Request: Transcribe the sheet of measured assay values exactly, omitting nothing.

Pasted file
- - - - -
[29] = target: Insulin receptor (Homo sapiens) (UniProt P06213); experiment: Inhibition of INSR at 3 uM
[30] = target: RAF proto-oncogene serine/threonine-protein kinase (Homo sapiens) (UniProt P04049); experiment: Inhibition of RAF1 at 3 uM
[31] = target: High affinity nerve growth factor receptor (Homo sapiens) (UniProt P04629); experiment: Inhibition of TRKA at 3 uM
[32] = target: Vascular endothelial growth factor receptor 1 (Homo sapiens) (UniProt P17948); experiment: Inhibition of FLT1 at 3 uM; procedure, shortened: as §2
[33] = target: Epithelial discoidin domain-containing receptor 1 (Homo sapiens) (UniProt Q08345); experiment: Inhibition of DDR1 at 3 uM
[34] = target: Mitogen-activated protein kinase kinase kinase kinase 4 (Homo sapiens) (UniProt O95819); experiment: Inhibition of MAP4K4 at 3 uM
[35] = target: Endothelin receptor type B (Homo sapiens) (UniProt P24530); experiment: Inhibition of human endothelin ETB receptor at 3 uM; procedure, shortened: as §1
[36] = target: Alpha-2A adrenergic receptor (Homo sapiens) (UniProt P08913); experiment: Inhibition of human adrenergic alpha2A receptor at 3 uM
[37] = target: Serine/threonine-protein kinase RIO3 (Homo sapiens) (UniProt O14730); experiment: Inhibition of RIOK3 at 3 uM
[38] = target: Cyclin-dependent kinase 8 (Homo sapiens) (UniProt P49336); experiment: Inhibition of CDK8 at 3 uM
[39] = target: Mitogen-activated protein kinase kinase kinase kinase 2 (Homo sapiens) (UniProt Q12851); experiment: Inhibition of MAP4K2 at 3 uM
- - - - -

[29] = target: Insulin receptor (Homo sapiens) (UniProt P06213); experiment: Inhibition of INSR at 3 uM
[30] = target: RAF proto-oncogene serine/threonine-protein kinase (Homo sapiens) (UniProt P04049); experiment: Inhibition of RAF1 at 3 uM
[31] = target: High affinity nerve growth factor receptor (Homo sapiens) (UniProt P04629); experiment: Inhibition of TRKA at 3 uM
[32] = target: Vascular endothelial growth factor receptor 1 (Homo sapiens) (UniProt P17948); experiment: Inhibition of FLT1 at 3 uM; procedure, shortened: as §2
[33] = target: Epithelial discoidin domain-containing receptor 1 (Homo sapiens) (UniProt Q08345); experiment: Inhibition of DDR1 at 3 uM
[34] = target: Mitogen-activated protein kinase kinase kinase kinase 4 (Homo sapiens) (UniProt O95819); experiment: Inhibition of MAP4K4 at 3 uM
[35] = target: Endothelin receptor type B (Homo sapiens) (UniProt P24530); experiment: Inhibition of human endothelin ETB receptor at 3 uM; procedure, shortened: as §1
[36] = target: Alpha-2A adrenergic receptor (Homo sapiens) (UniProt P08913); experiment: Inhibition of human adrenergic alpha2A receptor at 3 uM
[37] = target: Serine/threonine-protein kinase RIO3 (Homo sapiens) (UniProt O14730); experiment: Inhibition of RIOK3 at 3 uM
[38] = target: Cyclin-dependent kinase 8 (Homo sapiens) (UniProt P49336); experiment: Inhibition of CDK8 at 3 uM
[39] = target: Mitogen-activated protein kinase kinase kinase kinase 2 (Homo sapiens) (UniProt Q12851); experiment: Inhibition of MAP4K2 at 3 uM